Tuesday 11 August 2020
Under specific circumstances, French law lays down an obligation of garden and grounds maintenance on property owners.
The obligation arises from three distinct public policy objectives:
Under the code forestier property owners in many areas of the country are required to control brushwood/undergrowth on their property to act as a fire break in the control of wildfires.
This responsibility is called ‘Obligations Légales de Débroussaillement (OLD)' whose legal definition is given as:
‘Le débroussaillement est constitué par les opérations dont l'objectif est de diminuer l'intensité et de limiter la propagation des incendies par la réduction des combustibles végétaux en garantissant une rupture de la continuité du couvert végétal et en procédant à l'élagage des sujets maintenus et à l'élimination des rémanents de coupes.’
The general code is supplemented by local regulations which specify more detailed requirements.
The regions and departments on mainland France concerned by the law are Nouvelle-Aquitaine (except Corrèze,Creuse and Haute-Vienne), Occitanie, Provence-Alpes-Côte d'Azur and the departments of Ardèche and Drôme in the Auvergne-Rhône-Alpes region (31 departments in all), as shown on the graphic below.
Within these departments not all communes are covered by the same set of rules, which vary according to degree of risk.
In the other departments, the prefet, after consultation with the local councils concerned, may impose the obligation on certain forest areas.
Where the requirement for débroussaillage does apply, in rural areas it concerns land within 200 metres of woods and forests, with an obligation on the owner to maintain to a depth of 50 metres from the perimetre of the property (construction) and 10 metres from private access roads.
In urban areas the obligation once again covers all properties within 200 metres of a wood or forest, but differs on the depth. In these areas, where there is a local plan (PLU) in place, there is a general obligation to ensure the proper maintenance of the whole of your land; where no PLU is in operation then the obligation concerns 50 metres around your property, which may be extended to 200 metres by local regulation.
Local regulations may also stipulate:
In practice, the requirements vary by level of risk; in many areas it amounts to no more than basic maintenance, but in areas of high risk it can be quite severe.
Those areas concerned will be shown on a map on the website of the local prefecture, which will also state the regulations that apply, which may be contained in a broader Plan de Prévention des Risques d'Incendie de Forêt (PPRIF). Details will also be available in the local mairie.
Where owners fail to carry out their responsibility, they may be subject to a fine, and the local council has the power to step in and undertake the work and to charge the owner. Disputes between the local council and owners over the works to be carried out is not uncommon.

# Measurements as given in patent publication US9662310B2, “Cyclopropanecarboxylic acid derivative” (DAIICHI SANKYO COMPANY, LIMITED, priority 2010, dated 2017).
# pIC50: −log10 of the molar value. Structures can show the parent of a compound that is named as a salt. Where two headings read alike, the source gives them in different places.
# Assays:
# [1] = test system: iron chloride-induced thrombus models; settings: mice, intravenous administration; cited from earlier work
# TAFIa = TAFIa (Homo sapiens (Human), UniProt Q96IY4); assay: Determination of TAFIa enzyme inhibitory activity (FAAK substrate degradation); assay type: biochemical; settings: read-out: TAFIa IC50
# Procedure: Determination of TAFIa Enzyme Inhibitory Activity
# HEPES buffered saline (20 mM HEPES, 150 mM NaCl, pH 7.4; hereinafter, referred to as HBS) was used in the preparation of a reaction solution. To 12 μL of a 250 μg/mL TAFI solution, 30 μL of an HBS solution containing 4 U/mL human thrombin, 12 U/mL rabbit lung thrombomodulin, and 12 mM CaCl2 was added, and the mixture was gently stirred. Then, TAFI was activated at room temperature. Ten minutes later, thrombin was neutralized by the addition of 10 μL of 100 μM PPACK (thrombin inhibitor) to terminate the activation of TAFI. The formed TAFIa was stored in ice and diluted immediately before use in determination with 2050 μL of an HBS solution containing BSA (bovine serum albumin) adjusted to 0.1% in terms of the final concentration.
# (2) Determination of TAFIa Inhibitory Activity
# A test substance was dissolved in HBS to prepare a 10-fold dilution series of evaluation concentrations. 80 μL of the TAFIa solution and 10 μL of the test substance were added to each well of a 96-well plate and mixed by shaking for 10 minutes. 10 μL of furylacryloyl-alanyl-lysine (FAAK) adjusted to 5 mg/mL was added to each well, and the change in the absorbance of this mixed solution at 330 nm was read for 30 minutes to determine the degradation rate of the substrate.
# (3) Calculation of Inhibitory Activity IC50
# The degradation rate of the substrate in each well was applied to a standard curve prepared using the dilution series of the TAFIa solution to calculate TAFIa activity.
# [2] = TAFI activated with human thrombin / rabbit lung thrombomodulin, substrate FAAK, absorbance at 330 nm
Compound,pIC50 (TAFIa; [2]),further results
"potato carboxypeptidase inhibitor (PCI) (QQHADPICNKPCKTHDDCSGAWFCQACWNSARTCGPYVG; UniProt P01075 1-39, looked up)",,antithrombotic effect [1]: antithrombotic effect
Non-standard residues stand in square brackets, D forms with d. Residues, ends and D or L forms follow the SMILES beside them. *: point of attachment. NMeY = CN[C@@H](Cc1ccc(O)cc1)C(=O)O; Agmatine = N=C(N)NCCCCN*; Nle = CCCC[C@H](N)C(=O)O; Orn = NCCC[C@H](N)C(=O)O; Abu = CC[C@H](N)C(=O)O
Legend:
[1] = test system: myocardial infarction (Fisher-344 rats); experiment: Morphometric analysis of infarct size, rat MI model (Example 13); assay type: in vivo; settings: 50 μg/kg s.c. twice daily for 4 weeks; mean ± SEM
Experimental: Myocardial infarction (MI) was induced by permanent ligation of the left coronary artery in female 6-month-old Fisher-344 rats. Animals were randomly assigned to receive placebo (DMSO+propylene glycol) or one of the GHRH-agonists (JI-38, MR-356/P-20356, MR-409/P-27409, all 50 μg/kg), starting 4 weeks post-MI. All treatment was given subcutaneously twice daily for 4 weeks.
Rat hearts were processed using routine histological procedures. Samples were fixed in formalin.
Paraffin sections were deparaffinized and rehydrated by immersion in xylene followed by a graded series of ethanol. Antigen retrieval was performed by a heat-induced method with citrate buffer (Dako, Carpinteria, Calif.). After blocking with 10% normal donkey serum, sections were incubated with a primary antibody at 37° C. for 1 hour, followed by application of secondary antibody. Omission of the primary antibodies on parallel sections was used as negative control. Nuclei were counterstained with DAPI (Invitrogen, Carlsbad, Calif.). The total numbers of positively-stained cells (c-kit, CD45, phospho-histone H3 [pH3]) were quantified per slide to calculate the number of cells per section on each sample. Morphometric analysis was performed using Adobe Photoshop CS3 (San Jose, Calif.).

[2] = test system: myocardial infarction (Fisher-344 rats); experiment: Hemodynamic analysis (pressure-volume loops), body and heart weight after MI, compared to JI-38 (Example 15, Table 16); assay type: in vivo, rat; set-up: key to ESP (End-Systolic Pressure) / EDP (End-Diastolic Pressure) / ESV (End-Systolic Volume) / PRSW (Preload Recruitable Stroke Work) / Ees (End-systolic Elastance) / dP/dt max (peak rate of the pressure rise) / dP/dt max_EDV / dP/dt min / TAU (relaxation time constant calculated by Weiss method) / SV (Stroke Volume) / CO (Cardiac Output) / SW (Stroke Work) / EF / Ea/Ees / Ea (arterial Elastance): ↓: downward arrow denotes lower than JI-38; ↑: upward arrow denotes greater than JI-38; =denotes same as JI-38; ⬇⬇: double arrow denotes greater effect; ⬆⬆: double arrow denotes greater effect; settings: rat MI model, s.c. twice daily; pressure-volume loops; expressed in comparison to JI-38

In some areas of the country, councils or an association undertake the work on an agreed basis with local property owners, who pay a charge for their services.
Against the backdrop of climate change and the large number of forest fires in France each year, the government have recently urged councils to ensure that the law is enforced, although many councils lack the resources to be able to properly do so.
There is also an obligation of garden maintenance that arises from protection of the environment.
Under the law, the local mayor is authorised to intervene to oblige a negligent owner, in specific circumstances, to tidy up their land.
The law states: "Failure by the owner to maintain undeveloped land located within a residential zone, or within a maximum distance of 50 metres from houses, outbuildings, building sites, workshops or factories, the mayor may, for environmental reasons, notify them by order of the obligation to carry out, at their own expense, the work of restoring the land, after formal notice. "
Strictly speaking, the law is subject to publication of an implementing decree, which has never been issued, but French courts have considered that the power is applicable even without the decree.
In addition, case law has defined the contours of the expression 'environmental grounds' broadly, such that abundant and vigorous vegetation could be considered as an environmental reason.
Recourse to these powers only occurs rarely (many mayors are reluctant to intervene), but if the owner fails to carry out the work the mayor may have them carried out at the owner's expense.
The mayor also has powers to intervene on abandoned private land that has become derelict to order work to be carried out to tidy it up.
This power arises from the role of the mayor as agent of the State and as the political representative of the local commune, giving them policing powers on public health and safety.
This power implies, in particular, taking every precaution to ensure an incident likely to jeopardise public safety or health does not take place, eg accident, illness, floods...
The mayor may, by virtue of this power, order work to ensure public safety and health, at the expense of the municipality.